Burgers are delicious, savory, and insanely irresistible. That’s a known and obvious fact. However, health experts claim that burgers are bad for health and must be avoided. This call to action has left many wondering if burgers are worth taking the risk. For many, burgers already became a part of their past.
Over the years, several studies pointed out the unhealthy components of the beloved burger. Health advocates are pretty straightforward in telling people to avoid the burger at all costs. As mentioned, many heeded and turned their back away from burgers altogether.
The question remains, are burgers the real culprits? Should people be steering away from the path that leads them to the best burgers the world has ever known? Will the burger’s popularity die a natural death as its luster inevitably dims in the near future?
To answer, No! Burgers will always be part of people’s lives. With the birth of meatless burger alternatives, the traditional and classic burgers will remain supreme. It just takes moderation and inclusion of one important, crucial, and essential component: EXERCISE.
Exercise provides a balancing act between leading a healthy lifestyle while at the same time enjoying the world’s favorite sandwich. The lack of exercise or physical activity while getting pleasured by the intoxication a burger gives is like missing a piece in a puzzle.
Burgers and Exercise Research
Research lodged by the University of Montana revealed that eating fast food such as the featured burgers of South Melbourne may be as advantageous and beneficial as health supplements. This was such an interesting breakthrough.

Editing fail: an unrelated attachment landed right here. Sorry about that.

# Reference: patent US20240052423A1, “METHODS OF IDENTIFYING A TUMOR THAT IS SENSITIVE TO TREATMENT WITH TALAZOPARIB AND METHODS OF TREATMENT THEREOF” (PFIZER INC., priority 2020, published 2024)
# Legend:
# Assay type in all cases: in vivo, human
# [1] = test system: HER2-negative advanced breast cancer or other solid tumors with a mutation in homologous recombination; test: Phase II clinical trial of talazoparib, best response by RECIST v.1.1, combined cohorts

The research findings were published and spearheaded by the University of Montana student, Michael Cramer. The study involved 11 male athletes. Such male athletes were asked to undergo a 12-hour fast before embarking on 1.5 hours of grueling and intensive workout.
After the workout, half of the athletes were given orange juice, hotcakes, and hash browns. Two hours later, they were served with burgers, fries, and soda. The remaining group on the other hand were given Gatorade, energy bars, and organic peanut butter. After two hours, the athletes were provided with Cytomax powder and PowerBar.
Two hours after their second meal, all 11 athletes were asked to ride 20 kilometers on a stationary bike racking up as much speed as they can. During the workout, researchers took blood tests and muscle tissue samples for their glycogen levels. After a week, these 11 athletes did exactly the same routine under the close supervision of researchers and health experts. However, the group’s diet was switched.
Both groups had the same levels of glycogen. There was also no difference in their insulin and cholesterol levels. It is also good to know that none of the groups reported stomach discomfort. According to the researchers, the findings show that short-term food options for glucose re-synthesis are possible even with foods that are not necessarily labeled as sports nutrition products. This includes burgers and other fast food dishes.
Burgers And “Dirty Bulking”
This term may sound familiar to those who are into muscle building or bulking up. Dirty Bulking means having as much food as you can. It can be either fast food such as burgers and fries or healthy fruits and vegetables. The point is to have as much food as you can for the much-needed calories to burn prior to performing bulking exercises.
Burgers and other fast food may be consumed so long as the calories are monitored. The calories obtained from dirty bulking provides the necessary fuel in preparation for some serious and intense routines to build and bulk up those muscles.